After this I looked, and there before me was a great multitude that no one could count, from every nation, tribe, people and language, standing before the throne and before the Lamb. They were wearing white robes and were holding palm branches in their hands. And they cried out in a loud voice:
“Salvation belongs to our God, who sits on the throne, and to the Lamb.”
All the angels were standing around the throne and around the elders and the four living creatures. They fell down on their faces before the throne and worshiped God, saying:
“Amen! Praise and glory and wisdom and thanks and honor
and power and strength be to our God for ever and ever. Amen!”
Then one of the elders asked me, “These in white robes—who are they, and where did they come from?”
I answered, “Sir, you know.”
And he said, “These are they who have come out of the great tribulation; they have washed their robes and made them white in the blood of the Lamb. Therefore,
“they are before the throne of God and serve him day and night in his temple;
and he who sits on the throne will shelter them with his presence.
‘Never again will they hunger; never again will they thirst.
The sun will not beat down on them,’ nor any scorching heat.
For the Lamb at the center of the throne will be their shepherd;
‘he will lead them to springs of living water.’
‘And God will wipe away every tear from their eyes.’”
~ Revelation 7:9-17
In Western Christianity November 1 is known as All Saints Day. It is also called The Feast of All Saints, Solemnity of All Saints or All Hallows. It is celebrated in Eastern Christianity on the first Sunday after Pentecost.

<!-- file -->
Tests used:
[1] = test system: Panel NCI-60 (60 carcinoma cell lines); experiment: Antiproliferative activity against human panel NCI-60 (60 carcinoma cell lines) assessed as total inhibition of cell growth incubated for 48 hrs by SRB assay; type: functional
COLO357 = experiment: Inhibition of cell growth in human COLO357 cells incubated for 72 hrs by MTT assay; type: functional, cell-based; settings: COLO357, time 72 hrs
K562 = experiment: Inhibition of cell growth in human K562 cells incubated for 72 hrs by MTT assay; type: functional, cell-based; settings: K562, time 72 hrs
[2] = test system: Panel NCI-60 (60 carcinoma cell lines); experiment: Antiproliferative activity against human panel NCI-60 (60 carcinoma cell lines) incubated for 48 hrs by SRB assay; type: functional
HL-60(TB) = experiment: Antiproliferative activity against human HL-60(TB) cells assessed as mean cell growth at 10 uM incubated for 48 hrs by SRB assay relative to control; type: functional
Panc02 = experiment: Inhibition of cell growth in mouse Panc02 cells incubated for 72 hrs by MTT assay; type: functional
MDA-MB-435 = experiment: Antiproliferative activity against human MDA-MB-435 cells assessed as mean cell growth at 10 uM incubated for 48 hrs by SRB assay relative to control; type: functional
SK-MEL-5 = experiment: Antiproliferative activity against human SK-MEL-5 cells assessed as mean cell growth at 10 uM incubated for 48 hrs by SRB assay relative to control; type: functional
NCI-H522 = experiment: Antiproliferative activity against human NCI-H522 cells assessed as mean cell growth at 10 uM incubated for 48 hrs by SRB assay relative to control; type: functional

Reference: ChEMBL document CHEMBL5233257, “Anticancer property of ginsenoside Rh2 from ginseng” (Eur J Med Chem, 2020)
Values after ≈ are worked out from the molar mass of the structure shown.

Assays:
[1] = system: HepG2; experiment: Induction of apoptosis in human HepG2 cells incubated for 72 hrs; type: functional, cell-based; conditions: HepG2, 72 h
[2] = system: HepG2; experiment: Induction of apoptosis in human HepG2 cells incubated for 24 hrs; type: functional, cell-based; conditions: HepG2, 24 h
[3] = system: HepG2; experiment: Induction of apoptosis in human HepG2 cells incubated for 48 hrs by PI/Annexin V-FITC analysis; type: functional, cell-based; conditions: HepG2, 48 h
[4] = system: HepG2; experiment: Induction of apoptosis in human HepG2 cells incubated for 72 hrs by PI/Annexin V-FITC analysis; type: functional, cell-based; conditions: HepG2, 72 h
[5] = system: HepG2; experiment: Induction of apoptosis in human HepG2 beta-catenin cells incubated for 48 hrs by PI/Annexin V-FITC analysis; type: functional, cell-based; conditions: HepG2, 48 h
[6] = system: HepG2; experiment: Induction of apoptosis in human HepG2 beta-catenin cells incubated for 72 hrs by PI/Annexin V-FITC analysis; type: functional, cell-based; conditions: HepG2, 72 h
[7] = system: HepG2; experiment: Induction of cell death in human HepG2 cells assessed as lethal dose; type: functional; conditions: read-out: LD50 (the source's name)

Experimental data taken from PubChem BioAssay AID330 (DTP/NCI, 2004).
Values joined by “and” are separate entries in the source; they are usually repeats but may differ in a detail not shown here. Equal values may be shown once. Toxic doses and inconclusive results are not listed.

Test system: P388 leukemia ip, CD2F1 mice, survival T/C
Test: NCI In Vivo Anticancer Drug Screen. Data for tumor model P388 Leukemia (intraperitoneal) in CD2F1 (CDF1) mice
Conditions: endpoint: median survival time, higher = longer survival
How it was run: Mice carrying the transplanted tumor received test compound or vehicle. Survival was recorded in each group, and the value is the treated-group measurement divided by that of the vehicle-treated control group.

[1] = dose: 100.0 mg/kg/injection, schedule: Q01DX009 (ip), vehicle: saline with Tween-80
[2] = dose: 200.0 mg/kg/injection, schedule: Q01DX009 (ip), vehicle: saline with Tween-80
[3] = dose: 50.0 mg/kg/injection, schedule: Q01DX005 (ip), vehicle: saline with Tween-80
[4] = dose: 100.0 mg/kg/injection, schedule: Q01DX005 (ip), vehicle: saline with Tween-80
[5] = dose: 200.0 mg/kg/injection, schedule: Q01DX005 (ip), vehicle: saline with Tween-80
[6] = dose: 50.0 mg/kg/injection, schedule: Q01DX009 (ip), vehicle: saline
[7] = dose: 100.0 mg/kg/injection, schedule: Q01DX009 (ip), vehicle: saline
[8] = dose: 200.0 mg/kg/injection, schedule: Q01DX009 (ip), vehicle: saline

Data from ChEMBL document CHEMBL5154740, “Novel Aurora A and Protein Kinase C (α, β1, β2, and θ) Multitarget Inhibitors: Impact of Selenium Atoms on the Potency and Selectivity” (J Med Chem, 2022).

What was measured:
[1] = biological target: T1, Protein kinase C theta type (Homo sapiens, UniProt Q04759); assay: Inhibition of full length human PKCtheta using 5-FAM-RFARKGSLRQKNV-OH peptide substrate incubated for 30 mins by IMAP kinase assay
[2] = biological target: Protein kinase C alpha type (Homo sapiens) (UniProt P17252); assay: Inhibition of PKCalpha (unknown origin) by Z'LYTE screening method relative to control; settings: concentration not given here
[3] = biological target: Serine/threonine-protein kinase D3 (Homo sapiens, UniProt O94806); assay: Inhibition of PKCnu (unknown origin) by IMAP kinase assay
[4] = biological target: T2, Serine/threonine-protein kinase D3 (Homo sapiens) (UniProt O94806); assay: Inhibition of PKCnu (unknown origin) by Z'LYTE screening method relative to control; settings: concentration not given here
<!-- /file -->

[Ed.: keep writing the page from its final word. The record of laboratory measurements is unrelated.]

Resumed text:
A Hymn for All Saints Day
For all the saints, who from their labors rest,
Who Thee by faith before the world confessed,
Thy Name, O Jesus, be forever blessed.
Words by William W. How, 1864. Traditionally set to the tune Sine Nomine by Ralph Vaughan Williams.
On Wednesday, October 30, 2013, Pope Francis spoke of the communion of saints.
Dear Brothers and Sisters:
In our catechesis on the Creed, we now reflect on “the communion of saints.” As the Catechism of the Catholic Church reminds us, this is a communion “in holy things” and “among holy persons” (No. 948).
The communion of saints is the deepest reality of the Church, because in Christ, through Baptism, we are made sharers in the communion of life and love which is the Blessed Trinity.
As such, we are united to one another in the Body of Christ. Through this fraternal communion we draw nearer to God and we are called to support one another spiritually.
The communion of saints does not only embrace the Church on earth; it also embraces all who have died in Christ, the souls in purgatory and the saints in heaven.
We experience this solidarity between heaven and earth in our intercessory prayer and in the feasts of All Saints and All Souls which we shall soon celebrate.
As we rejoice in this great mystery, let us ask the Lord to draw us ever closer to him and to all our brothers and sisters in the Church.
I greet all the English-speaking pilgrims present at today’s Audience, including those from England, Wales, Ireland, Denmark, the Netherlands, the Philippines, Vietnam and the United States.
Upon all of you, and your families, I invoke God’s blessings of joy and peace!